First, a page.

Last week we had a look at third year players who were heading into free agency. This week we’ll have a look at who might be candidates for a big year based on the same criteria.
Phil Kessel followed up his 29 point rookie year with an up and down 37 point season. Even though he was a healthy scratch for three straight playoff games, Kessel responded well, scoring three goals in Boston’s final three playoff games. In spite of being benched for those three games, Kessel ended up with four points and was the Bruins leading goal scorer in the playoffs with three.
It was nice to see Kessel tied with Patrick Kane as the top scorer for Team USA at this year’s World Championship tournament. They seemed to have a little chemistry together, recording ten points each. They had more points than either Zach Parise or Jason Pominville. The goal Kessel scored against the Finns in the qualifying round was a laser beam to the top corner and everyone saw the highlight reel move Kane made spinning and delivering a sweet backhand pass that Kessel buried.
As next season opens, Kessel will just be turning 21 years old. He has shown steady progress going from 29 to 37 points. With his talent, anything less than 50 points next season should be considered a disappointment.
Another highly touted prospect from the 2006 Entry Draft, Jordan Staal had an unbelieveable rookie season, scoring 29 goals and 42 points. That had poolies drooling in expectation of a monster year as a winger for either Crosby or Malkin this season. Instead he was used as a third line centre and was a fantasy disappointment with only 12 goals and 28 points in his sophomore season. Even though Staal’s ice time went up almost three and a half minutes per game after the Crosby injury, his production remained relatively flat. Part of that can be explained by the lack of significant power play ice time.
Contrary to what some people would have you believe, Jordan Staal was not taken second overall because he is Eric’s little brother. That’s utter nonsense. For an 18-year-old rookie to come in to the NHL and score 29 goals is amazing. What’s hard to believe is who was setting Staal up, or more importantly, who wasn’t. Of those 29 tallies, Malkin assisted on 11 and Crosby only three. That tells us that Staal doesn’t need to play with a superstar in order to put the puck in the net.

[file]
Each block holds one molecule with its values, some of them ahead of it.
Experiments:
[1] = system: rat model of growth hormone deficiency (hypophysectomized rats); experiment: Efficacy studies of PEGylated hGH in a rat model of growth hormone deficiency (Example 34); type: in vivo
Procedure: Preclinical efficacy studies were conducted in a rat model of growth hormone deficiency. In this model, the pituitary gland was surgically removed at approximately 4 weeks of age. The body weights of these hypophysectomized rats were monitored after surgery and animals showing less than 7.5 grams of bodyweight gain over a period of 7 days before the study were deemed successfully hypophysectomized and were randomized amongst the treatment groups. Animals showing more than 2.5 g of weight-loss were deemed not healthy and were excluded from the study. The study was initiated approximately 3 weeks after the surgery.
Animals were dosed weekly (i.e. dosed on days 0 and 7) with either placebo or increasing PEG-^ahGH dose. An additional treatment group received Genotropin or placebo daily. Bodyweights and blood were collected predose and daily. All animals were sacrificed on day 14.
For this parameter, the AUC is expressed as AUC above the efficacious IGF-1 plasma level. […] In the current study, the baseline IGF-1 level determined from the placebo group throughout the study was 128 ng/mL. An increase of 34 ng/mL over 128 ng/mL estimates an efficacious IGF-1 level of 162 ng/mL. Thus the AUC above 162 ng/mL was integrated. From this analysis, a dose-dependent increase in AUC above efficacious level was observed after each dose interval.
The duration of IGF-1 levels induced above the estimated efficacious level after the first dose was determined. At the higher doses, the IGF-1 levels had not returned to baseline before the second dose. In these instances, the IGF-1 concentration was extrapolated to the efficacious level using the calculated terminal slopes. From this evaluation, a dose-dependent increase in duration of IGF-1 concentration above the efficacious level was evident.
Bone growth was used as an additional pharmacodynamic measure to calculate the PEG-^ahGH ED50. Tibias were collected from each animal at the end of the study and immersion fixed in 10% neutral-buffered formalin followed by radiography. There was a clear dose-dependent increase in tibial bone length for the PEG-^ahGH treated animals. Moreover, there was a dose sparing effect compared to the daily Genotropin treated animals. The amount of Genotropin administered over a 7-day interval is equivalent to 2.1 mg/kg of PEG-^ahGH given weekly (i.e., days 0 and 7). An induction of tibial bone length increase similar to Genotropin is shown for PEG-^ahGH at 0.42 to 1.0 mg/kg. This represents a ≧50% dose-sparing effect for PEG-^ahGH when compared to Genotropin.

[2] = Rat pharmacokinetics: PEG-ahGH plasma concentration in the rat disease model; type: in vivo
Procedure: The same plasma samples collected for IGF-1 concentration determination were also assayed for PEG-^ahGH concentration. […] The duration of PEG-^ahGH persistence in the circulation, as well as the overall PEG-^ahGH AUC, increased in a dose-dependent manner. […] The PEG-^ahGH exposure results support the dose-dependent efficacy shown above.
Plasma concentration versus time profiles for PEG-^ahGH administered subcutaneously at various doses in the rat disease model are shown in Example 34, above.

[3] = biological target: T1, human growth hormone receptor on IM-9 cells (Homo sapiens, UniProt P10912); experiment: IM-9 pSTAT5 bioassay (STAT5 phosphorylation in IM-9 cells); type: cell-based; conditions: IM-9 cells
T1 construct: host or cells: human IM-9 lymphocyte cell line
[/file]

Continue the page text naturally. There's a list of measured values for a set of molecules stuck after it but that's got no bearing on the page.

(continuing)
What can we expect next season? Tough call, but in this year’s playoffs, Staal’s showing us that those 29 goals weren’t by accident. The big centre has six goals in 14 playoff games, four of which came in the five game series against the Flyers. A bounce back season of 25 goals and 20 assists wouldn’t be unreasonable.
Travis Zajac’s NHL career has gone more like Staal’s than Kessel’s. Zajac surprised with a 42 point rookie season, but followed that up with a 34 point effort this year. He was especially brutal after the All-Star break, scoring at only a 20 point pace. He played in all 82 regular season games as well as all five playoff games. There was no mention of any nagging injuries, so I’d chalk up the season as a learning experience.
By virtue of his being a Devil, Zajac can probably be had relatively cheap at next year’s draft. Take him for around 20 goals and 25 assists and hope for more.
David Booth’s overall numbers last year (73-22-18-40, 228 shots) are a little misleading. Neck and knee injuries during the first half of the season hampered Booth’s play. From January onwards, he scored at a 55 point pace and averaged 3.8 shots per game (a whopping 310 over 82 games). If he can pick up where he left off, 25-30 goals and 55 points aren’t out of reach.
Drew Stafford has scored at around a 50 point pace for the past two years, while recording 27 and 38 points. This is the year he will finally eclipse the 50 point barrier. Book it.